'Almost Intact' Ancient Roman Ship Found

Trade ship has been buried in mud for 2K years
By Rob Quinn,  Newser Staff
Posted Aug 7, 2012 9:26 AM CDT
'Almost Intact' Ancient Roman Ship Found
The ship's cargo, hundreds of amphorae like these, is largely intact, divers say.   (AP Photo/Courtesy of the Italian Culture Ministry and the Aurora Trust)

A shipment of fish, wine, oil, and grain bound for Spain has been discovered 2,000 years after it set off from ancient Rome. Divers have found an almost intact Roman-era commercial vessel buried in mud off Liguria province in northwest Italy, reports the BBC. Experts, who describe the ship as one of the most important Roman archeological finds of recent years, say the mud that hid the wreck for thousands of years helped preserve it.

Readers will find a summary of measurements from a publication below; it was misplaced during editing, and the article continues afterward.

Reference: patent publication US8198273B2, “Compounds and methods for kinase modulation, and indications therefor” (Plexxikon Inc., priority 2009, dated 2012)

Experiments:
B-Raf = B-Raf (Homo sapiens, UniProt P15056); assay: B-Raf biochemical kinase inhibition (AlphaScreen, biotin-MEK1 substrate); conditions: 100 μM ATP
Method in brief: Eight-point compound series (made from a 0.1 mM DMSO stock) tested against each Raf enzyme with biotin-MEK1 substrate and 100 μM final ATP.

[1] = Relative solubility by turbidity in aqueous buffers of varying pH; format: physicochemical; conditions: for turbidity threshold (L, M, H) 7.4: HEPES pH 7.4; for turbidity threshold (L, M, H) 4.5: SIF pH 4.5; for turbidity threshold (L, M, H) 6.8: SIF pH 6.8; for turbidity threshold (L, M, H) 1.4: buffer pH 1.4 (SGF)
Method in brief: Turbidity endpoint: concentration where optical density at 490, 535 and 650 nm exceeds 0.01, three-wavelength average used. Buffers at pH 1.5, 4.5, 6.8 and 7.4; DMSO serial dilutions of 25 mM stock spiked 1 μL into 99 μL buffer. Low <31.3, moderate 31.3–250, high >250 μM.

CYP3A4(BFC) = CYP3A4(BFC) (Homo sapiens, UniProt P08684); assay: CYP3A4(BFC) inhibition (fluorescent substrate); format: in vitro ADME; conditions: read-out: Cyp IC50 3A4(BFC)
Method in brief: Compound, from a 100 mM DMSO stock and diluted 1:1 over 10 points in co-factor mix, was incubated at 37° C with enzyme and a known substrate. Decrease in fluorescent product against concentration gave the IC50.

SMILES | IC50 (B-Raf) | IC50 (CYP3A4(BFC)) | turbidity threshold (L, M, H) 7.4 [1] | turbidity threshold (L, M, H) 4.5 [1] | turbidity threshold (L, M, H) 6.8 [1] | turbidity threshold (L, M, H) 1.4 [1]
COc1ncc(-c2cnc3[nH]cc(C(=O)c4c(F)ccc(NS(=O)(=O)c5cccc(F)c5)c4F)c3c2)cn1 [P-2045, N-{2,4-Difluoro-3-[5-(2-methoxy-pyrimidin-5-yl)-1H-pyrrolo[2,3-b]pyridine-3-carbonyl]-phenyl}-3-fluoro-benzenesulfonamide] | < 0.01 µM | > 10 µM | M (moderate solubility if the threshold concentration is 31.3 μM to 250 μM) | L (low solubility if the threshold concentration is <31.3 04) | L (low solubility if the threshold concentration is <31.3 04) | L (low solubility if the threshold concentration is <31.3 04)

The search was launched after fishermen reported catching shards of pottery in their nets. The ship is believed to have run trade routes between Spain and central Italy, and dates from somewhere between the first century BC and first century AD, according to the chief of the diving expedition. Divers found the ship loaded with more than 200 intact clay amphorae containing goods. The divers say it would be technically possible to raise the ship to the surface, although Italy's cash-strapped authorities may not be willing to fund such a pricey venture. (More shipwreck stories.)

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